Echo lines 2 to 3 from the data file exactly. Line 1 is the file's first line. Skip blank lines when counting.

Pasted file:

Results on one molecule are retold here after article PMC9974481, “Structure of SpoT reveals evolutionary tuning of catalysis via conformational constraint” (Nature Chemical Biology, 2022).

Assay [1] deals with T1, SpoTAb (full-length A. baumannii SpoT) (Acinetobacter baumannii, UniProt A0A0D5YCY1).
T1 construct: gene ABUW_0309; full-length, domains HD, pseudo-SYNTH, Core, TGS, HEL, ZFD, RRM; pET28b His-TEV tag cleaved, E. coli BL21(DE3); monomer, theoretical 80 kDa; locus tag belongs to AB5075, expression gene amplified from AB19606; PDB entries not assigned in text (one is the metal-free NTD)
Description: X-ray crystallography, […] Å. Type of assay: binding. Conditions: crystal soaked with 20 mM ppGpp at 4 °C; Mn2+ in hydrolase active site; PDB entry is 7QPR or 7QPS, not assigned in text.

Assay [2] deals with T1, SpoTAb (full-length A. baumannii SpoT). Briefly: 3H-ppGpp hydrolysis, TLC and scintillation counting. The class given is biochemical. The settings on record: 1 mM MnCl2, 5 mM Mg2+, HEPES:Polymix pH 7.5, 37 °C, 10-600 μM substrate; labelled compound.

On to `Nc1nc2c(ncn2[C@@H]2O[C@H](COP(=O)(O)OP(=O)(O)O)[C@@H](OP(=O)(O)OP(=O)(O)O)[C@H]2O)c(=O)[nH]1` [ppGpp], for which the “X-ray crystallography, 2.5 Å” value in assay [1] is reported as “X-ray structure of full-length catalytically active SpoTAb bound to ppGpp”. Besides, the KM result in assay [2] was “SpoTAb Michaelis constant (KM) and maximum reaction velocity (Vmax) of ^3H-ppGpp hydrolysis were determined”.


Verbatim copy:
Assay [1] deals with T1, SpoTAb (full-length A. baumannii SpoT) (Acinetobacter baumannii, UniProt A0A0D5YCY1).
T1 construct: gene ABUW_0309; full-length, domains HD, pseudo-SYNTH, Core, TGS, HEL, ZFD, RRM; pET28b His-TEV tag cleaved, E. coli BL21(DE3); monomer, theoretical 80 kDa; locus tag belongs to AB5075, expression gene amplified from AB19606; PDB entries not assigned in text (one is the metal-free NTD)